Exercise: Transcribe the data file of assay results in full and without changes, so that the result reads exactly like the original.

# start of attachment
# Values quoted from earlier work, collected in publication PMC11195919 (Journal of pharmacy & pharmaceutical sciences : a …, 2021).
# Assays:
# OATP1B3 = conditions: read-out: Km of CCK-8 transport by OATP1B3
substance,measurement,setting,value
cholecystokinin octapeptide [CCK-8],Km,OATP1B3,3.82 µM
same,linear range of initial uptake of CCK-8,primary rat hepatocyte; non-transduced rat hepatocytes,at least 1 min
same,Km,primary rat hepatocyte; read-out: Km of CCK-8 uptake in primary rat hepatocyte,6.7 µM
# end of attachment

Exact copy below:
# Values quoted from earlier work, collected in publication PMC11195919 (Journal of pharmacy & pharmaceutical sciences : a …, 2021).
# Assays:
# OATP1B3 = conditions: read-out: Km of CCK-8 transport by OATP1B3
substance,measurement,setting,value
cholecystokinin octapeptide [CCK-8],Km,OATP1B3,3.82 µM
same,linear range of initial uptake of CCK-8,primary rat hepatocyte; non-transduced rat hepatocytes,at least 1 min
same,Km,primary rat hepatocyte; read-out: Km of CCK-8 uptake in primary rat hepatocyte,6.7 µM